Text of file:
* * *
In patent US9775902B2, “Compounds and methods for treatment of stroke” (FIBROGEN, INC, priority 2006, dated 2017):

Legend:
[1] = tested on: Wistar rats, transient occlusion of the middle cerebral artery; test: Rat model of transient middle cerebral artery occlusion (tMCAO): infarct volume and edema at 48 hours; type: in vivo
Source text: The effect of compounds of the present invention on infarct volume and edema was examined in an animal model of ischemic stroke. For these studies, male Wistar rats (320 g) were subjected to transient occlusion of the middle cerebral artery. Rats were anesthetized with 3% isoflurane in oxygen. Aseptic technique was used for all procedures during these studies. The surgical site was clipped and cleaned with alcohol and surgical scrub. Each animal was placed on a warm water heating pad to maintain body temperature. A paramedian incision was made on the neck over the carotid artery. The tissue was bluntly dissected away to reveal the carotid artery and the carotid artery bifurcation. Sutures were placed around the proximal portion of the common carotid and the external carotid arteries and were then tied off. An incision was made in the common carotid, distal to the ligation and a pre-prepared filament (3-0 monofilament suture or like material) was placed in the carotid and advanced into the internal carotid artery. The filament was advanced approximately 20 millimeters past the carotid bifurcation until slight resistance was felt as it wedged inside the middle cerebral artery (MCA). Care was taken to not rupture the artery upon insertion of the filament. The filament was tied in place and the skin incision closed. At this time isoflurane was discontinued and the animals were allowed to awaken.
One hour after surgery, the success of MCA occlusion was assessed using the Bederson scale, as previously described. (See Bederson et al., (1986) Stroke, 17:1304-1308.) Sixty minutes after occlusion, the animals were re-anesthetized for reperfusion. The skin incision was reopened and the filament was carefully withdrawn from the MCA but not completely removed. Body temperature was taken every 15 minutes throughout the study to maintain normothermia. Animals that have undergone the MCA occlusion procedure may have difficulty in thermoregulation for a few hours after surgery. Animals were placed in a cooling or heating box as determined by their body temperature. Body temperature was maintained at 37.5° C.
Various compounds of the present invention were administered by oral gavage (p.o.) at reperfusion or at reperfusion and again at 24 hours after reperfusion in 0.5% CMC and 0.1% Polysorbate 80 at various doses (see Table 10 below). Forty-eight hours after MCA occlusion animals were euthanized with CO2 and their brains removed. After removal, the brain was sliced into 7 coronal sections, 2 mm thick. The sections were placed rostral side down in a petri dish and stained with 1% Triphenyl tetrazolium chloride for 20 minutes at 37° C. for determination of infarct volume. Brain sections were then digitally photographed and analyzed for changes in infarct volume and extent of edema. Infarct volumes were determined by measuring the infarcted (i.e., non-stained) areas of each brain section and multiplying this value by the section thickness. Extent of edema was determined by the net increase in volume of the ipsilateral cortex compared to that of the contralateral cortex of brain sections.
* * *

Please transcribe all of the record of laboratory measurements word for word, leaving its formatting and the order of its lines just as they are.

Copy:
In patent US9775902B2, “Compounds and methods for treatment of stroke” (FIBROGEN, INC, priority 2006, dated 2017):

Legend:
[1] = tested on: Wistar rats, transient occlusion of the middle cerebral artery; test: Rat model of transient middle cerebral artery occlusion (tMCAO): infarct volume and edema at 48 hours; type: in vivo
Source text: The effect of compounds of the present invention on infarct volume and edema was examined in an animal model of ischemic stroke. For these studies, male Wistar rats (320 g) were subjected to transient occlusion of the middle cerebral artery. Rats were anesthetized with 3% isoflurane in oxygen. Aseptic technique was used for all procedures during these studies. The surgical site was clipped and cleaned with alcohol and surgical scrub. Each animal was placed on a warm water heating pad to maintain body temperature. A paramedian incision was made on the neck over the carotid artery. The tissue was bluntly dissected away to reveal the carotid artery and the carotid artery bifurcation. Sutures were placed around the proximal portion of the common carotid and the external carotid arteries and were then tied off. An incision was made in the common carotid, distal to the ligation and a pre-prepared filament (3-0 monofilament suture or like material) was placed in the carotid and advanced into the internal carotid artery. The filament was advanced approximately 20 millimeters past the carotid bifurcation until slight resistance was felt as it wedged inside the middle cerebral artery (MCA). Care was taken to not rupture the artery upon insertion of the filament. The filament was tied in place and the skin incision closed. At this time isoflurane was discontinued and the animals were allowed to awaken.
One hour after surgery, the success of MCA occlusion was assessed using the Bederson scale, as previously described. (See Bederson et al., (1986) Stroke, 17:1304-1308.) Sixty minutes after occlusion, the animals were re-anesthetized for reperfusion. The skin incision was reopened and the filament was carefully withdrawn from the MCA but not completely removed. Body temperature was taken every 15 minutes throughout the study to maintain normothermia. Animals that have undergone the MCA occlusion procedure may have difficulty in thermoregulation for a few hours after surgery. Animals were placed in a cooling or heating box as determined by their body temperature. Body temperature was maintained at 37.5° C.
Various compounds of the present invention were administered by oral gavage (p.o.) at reperfusion or at reperfusion and again at 24 hours after reperfusion in 0.5% CMC and 0.1% Polysorbate 80 at various doses (see Table 10 below). Forty-eight hours after MCA occlusion animals were euthanized with CO2 and their brains removed. After removal, the brain was sliced into 7 coronal sections, 2 mm thick. The sections were placed rostral side down in a petri dish and stained with 1% Triphenyl tetrazolium chloride for 20 minutes at 37° C. for determination of infarct volume. Brain sections were then digitally photographed and analyzed for changes in infarct volume and extent of edema. Infarct volumes were determined by measuring the infarcted (i.e., non-stained) areas of each brain section and multiplying this value by the section thickness. Extent of edema was determined by the net increase in volume of the ipsilateral cortex compared to that of the contralateral cortex of brain sections.